“Heartbroken doesn’t even begin to describe it.”

Those were the words of Halifax County High School senior Kaylen Griles, who along with four other senior members of the Comets girls tennis team lost their season to the coronavirus pandemic.

Griles, along with Kendall Foushee, Meg Lewis, Anna Lewis and Nya Brandon, and their underclassmen teammates were looking forward to what they all agreed was going to be their best season in a long time.

Instead, they were all in front of their computer or phone screens on a chilly rainy Monday afternoon participating in a Zoom video call with their coach, Donna Hudson.

Hudson has held these calls — a virtual video conference where each participant joins and they can hold conversations while being able to see and hear each other — at least once a week and sometimes more since the schools closed last month.

On this particular day there were seven members of the team along with their coach participating with each one discussing how they were doing with the current situation, how they were adapting to online schoolwork and their future plans.

For the seniors on the team there was obvious sadness and frustration with their final season as a member of the Comets tennis team taken away from them, as well as senior prom and other special events seniors look forward to each year.

“You see everyone posting their prom memories and senior night memories and I am not going to get to experience that and it feels like we are missing out on a really important part of our lives,” Griles said.

Foushee said her senior season was going to be special. She recalls walking off the court after winning her match in the teams first and only scrimmage of the year and thought to herself that this was her year.

She’s been a part of the girls tennis team since she was in eight grade and gradually worked her way up the ladder in the ranks. By her junior season, she was the No. 1 seed for the team.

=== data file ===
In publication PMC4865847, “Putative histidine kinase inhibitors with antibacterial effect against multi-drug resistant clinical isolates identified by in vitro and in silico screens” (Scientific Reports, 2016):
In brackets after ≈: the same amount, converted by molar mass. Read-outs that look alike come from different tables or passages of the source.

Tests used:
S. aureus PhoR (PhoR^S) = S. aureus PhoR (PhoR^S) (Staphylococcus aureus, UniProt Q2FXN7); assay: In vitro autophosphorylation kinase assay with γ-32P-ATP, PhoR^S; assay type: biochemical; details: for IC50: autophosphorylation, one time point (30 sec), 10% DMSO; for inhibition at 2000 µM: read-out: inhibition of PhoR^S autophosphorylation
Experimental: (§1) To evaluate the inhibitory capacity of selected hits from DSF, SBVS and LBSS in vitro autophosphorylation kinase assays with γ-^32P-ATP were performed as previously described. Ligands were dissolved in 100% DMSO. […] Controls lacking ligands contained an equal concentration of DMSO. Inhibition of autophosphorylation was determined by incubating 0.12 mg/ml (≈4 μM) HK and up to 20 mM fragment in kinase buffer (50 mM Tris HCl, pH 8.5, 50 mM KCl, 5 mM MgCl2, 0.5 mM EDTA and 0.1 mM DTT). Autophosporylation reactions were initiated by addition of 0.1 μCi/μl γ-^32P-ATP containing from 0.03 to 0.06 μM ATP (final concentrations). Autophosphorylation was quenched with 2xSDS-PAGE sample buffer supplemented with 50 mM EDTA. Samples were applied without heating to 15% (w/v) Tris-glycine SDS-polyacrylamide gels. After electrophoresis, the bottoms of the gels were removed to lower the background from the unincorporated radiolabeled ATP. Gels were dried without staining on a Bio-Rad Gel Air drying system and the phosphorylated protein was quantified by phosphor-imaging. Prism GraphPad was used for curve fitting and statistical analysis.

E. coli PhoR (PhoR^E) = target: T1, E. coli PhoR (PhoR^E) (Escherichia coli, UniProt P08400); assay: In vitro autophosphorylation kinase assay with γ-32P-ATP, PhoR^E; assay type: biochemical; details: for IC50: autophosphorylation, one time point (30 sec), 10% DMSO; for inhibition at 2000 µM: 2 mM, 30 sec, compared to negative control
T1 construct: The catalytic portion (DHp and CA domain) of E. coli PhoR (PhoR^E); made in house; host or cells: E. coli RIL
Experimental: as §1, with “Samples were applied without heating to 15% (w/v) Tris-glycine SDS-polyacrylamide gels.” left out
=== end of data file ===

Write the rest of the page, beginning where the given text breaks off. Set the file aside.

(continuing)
Foushee was once again the No. 1 seed on the team in her senior season, a feat Hudson said is unprecedented.

Being out on the court and being a part of the team is something that she treasures.

“I really miss being out on the court, that was my happy place,” Foushee said. “When I was frustrated or mad about something that happened at school I could go out on the court and take my anger out,” she added.

Last season as a junior Foushee was a big part of the team, playing well in regionals and also winning a singles match and a doubles match in the state tournament. Now, she is left to wonder what could have been.

Hudson also wonders what could have been. She knows the amount of talent that her team had headed into the season, and felt they had the potential to do things this year that no tennis team in the past had done.

Last year the team went to regionals and they were one game away from the state tournament, and this year they had set goals to do just as well and better than last year.

As for her future, Foushee plans to obtain her bachelors degree in nursing and then her nurse practitioners license. She is either going to go to Liberty University in the fall or start out at community college. Foushee wants to become a pediatric nurse practitioner in the future.

While the other seniors did not spend much time in the top six on the team, they played just as much of a vital role on the team as the top six.